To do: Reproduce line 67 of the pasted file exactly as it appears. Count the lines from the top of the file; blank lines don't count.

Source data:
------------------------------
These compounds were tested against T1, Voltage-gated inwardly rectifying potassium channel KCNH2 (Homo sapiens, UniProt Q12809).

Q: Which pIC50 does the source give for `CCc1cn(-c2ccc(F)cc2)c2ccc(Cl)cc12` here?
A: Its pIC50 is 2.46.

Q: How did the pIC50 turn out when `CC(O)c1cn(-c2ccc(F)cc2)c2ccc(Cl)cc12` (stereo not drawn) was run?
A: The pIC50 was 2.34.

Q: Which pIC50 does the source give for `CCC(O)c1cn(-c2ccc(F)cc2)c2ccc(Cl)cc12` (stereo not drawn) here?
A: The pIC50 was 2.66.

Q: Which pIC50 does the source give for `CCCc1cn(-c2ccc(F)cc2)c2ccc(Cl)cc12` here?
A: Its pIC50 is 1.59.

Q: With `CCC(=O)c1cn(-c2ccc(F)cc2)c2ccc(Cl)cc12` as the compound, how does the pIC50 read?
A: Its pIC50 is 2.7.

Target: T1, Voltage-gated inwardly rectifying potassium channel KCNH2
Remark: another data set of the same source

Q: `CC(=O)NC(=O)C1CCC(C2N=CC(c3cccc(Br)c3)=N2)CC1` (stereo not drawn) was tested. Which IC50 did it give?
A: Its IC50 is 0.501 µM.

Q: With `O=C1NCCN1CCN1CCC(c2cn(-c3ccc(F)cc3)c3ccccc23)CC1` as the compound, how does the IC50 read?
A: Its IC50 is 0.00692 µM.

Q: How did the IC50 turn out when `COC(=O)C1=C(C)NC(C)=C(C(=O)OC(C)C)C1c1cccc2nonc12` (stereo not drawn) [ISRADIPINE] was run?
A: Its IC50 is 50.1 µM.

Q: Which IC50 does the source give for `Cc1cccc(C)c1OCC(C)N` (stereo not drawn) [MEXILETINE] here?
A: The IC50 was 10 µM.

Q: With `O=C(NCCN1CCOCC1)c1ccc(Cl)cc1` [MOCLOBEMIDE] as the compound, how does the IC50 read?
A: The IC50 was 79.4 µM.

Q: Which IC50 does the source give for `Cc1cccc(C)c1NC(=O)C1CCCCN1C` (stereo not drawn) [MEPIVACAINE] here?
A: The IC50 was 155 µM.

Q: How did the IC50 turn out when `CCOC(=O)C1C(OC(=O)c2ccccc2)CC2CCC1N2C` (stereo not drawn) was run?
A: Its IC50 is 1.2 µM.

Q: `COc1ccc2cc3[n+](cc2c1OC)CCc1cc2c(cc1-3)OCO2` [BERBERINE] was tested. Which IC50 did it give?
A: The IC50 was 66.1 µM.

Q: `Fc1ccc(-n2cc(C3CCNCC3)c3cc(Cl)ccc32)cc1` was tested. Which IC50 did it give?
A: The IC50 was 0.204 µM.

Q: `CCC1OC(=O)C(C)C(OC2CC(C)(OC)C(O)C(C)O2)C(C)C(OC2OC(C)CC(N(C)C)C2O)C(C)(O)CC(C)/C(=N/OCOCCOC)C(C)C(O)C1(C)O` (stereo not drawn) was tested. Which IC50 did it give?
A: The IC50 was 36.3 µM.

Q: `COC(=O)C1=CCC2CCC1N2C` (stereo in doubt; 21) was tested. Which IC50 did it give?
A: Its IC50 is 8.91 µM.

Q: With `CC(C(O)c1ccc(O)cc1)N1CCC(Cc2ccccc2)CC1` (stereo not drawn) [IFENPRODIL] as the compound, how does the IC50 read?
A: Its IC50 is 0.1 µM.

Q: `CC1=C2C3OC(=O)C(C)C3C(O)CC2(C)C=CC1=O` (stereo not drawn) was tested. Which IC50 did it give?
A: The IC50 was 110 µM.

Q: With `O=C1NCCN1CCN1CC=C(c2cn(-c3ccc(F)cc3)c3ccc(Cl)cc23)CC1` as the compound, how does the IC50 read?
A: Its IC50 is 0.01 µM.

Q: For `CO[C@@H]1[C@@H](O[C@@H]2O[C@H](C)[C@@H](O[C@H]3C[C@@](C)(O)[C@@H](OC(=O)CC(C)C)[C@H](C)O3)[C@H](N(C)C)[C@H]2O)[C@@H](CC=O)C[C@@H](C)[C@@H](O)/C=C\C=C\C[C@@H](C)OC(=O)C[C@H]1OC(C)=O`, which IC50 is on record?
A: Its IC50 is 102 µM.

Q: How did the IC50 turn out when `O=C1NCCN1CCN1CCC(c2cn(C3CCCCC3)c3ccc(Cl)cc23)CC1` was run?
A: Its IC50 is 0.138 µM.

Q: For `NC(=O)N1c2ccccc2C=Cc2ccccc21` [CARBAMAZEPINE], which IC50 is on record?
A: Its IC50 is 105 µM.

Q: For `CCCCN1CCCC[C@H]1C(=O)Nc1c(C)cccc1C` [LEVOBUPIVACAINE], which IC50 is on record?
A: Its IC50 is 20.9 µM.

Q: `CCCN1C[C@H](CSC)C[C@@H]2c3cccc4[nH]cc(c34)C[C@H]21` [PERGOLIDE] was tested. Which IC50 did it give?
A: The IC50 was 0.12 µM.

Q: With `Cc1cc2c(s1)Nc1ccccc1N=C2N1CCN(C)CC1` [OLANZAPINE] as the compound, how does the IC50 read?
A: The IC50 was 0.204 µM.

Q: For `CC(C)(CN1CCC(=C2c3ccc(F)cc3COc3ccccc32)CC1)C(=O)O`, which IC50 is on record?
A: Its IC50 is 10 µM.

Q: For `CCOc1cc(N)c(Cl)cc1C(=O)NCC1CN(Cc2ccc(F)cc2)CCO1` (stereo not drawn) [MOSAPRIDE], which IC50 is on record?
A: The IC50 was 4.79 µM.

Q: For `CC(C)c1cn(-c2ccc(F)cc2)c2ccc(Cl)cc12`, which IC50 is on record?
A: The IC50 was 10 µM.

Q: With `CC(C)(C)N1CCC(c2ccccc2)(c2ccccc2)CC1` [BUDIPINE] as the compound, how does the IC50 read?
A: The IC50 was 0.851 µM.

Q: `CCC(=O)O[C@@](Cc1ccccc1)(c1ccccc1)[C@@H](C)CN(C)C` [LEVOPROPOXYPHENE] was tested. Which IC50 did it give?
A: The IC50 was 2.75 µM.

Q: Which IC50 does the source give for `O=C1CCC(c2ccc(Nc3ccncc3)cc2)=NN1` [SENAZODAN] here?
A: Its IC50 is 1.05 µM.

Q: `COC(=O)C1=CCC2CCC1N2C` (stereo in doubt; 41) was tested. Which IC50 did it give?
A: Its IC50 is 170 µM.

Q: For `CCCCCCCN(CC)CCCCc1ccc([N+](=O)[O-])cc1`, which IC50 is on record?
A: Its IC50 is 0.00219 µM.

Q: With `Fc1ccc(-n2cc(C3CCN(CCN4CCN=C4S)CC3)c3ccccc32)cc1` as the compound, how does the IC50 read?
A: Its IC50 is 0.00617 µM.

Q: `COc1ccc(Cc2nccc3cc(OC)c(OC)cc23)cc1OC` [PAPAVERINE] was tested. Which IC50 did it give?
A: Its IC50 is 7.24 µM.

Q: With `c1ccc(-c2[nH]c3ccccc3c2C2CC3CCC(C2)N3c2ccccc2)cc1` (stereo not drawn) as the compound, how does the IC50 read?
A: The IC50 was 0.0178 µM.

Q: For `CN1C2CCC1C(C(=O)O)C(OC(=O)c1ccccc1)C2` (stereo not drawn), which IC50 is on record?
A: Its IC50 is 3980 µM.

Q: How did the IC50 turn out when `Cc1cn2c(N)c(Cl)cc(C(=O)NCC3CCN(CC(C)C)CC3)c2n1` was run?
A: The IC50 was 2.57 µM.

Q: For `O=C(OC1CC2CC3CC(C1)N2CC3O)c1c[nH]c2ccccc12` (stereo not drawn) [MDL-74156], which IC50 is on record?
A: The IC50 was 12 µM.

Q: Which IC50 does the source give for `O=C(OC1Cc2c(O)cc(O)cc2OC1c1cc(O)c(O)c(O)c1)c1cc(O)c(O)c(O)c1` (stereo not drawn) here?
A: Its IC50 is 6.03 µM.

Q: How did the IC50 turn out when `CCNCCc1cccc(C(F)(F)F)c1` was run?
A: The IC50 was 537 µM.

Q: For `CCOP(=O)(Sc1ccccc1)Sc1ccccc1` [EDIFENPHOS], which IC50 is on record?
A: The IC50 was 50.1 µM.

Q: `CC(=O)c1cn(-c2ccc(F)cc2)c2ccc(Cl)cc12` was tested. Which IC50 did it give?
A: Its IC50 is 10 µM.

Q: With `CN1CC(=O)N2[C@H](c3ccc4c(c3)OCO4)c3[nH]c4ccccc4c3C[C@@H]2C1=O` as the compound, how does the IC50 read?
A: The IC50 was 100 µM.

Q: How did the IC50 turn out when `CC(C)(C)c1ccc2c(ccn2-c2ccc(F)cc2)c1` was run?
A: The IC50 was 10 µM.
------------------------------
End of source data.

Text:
A: Its IC50 is 170 µM.